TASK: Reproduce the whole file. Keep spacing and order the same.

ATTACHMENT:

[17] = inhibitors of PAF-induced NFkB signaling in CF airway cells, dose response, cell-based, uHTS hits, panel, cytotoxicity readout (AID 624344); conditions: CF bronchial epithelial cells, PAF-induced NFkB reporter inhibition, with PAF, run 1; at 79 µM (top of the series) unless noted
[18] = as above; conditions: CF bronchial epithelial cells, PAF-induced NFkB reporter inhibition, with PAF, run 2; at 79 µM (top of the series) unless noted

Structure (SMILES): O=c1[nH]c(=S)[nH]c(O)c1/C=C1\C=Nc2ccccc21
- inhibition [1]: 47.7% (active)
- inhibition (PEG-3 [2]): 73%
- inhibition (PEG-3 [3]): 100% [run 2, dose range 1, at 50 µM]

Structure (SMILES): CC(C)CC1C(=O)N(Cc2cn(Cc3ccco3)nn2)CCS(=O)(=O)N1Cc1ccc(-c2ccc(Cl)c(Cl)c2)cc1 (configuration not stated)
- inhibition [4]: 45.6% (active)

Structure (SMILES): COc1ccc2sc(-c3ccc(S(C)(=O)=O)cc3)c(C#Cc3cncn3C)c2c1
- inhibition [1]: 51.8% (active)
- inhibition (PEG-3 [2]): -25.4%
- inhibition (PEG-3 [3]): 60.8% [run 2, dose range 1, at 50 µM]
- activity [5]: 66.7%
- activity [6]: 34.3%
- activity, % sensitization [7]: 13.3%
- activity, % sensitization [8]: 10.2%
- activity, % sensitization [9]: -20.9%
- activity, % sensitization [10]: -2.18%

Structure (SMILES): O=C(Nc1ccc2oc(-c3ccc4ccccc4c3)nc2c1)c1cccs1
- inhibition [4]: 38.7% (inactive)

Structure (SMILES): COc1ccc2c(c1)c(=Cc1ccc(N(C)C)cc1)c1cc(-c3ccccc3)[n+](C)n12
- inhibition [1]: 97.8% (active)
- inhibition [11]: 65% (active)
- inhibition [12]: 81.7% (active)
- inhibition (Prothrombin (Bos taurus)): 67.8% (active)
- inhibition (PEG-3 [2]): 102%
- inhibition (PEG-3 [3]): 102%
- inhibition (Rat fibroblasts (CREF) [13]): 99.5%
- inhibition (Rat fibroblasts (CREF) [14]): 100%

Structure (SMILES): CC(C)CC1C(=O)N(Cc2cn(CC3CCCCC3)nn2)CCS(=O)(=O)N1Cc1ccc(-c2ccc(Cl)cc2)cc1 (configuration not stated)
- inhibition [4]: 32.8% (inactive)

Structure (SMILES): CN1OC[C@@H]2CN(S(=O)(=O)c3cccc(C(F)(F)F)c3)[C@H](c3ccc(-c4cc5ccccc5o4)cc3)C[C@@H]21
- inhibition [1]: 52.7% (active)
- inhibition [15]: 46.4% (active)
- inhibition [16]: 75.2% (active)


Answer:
[17] = inhibitors of PAF-induced NFkB signaling in CF airway cells, dose response, cell-based, uHTS hits, panel, cytotoxicity readout (AID 624344); conditions: CF bronchial epithelial cells, PAF-induced NFkB reporter inhibition, with PAF, run 1; at 79 µM (top of the series) unless noted
[18] = as above; conditions: CF bronchial epithelial cells, PAF-induced NFkB reporter inhibition, with PAF, run 2; at 79 µM (top of the series) unless noted

Structure (SMILES): O=c1[nH]c(=S)[nH]c(O)c1/C=C1\C=Nc2ccccc21
- inhibition [1]: 47.7% (active)
- inhibition (PEG-3 [2]): 73%
- inhibition (PEG-3 [3]): 100% [run 2, dose range 1, at 50 µM]

Structure (SMILES): CC(C)CC1C(=O)N(Cc2cn(Cc3ccco3)nn2)CCS(=O)(=O)N1Cc1ccc(-c2ccc(Cl)c(Cl)c2)cc1 (configuration not stated)
- inhibition [4]: 45.6% (active)

Structure (SMILES): COc1ccc2sc(-c3ccc(S(C)(=O)=O)cc3)c(C#Cc3cncn3C)c2c1
- inhibition [1]: 51.8% (active)
- inhibition (PEG-3 [2]): -25.4%
- inhibition (PEG-3 [3]): 60.8% [run 2, dose range 1, at 50 µM]
- activity [5]: 66.7%
- activity [6]: 34.3%
- activity, % sensitization [7]: 13.3%
- activity, % sensitization [8]: 10.2%
- activity, % sensitization [9]: -20.9%
- activity, % sensitization [10]: -2.18%

Structure (SMILES): O=C(Nc1ccc2oc(-c3ccc4ccccc4c3)nc2c1)c1cccs1
- inhibition [4]: 38.7% (inactive)

Structure (SMILES): COc1ccc2c(c1)c(=Cc1ccc(N(C)C)cc1)c1cc(-c3ccccc3)[n+](C)n12
- inhibition [1]: 97.8% (active)
- inhibition [11]: 65% (active)
- inhibition [12]: 81.7% (active)
- inhibition (Prothrombin (Bos taurus)): 67.8% (active)
- inhibition (PEG-3 [2]): 102%
- inhibition (PEG-3 [3]): 102%
- inhibition (Rat fibroblasts (CREF) [13]): 99.5%
- inhibition (Rat fibroblasts (CREF) [14]): 100%

Structure (SMILES): CC(C)CC1C(=O)N(Cc2cn(CC3CCCCC3)nn2)CCS(=O)(=O)N1Cc1ccc(-c2ccc(Cl)cc2)cc1 (configuration not stated)
- inhibition [4]: 32.8% (inactive)

Structure (SMILES): CN1OC[C@@H]2CN(S(=O)(=O)c3cccc(C(F)(F)F)c3)[C@H](c3ccc(-c4cc5ccccc5o4)cc3)C[C@@H]21
- inhibition [1]: 52.7% (active)
- inhibition [15]: 46.4% (active)
- inhibition [16]: 75.2% (active)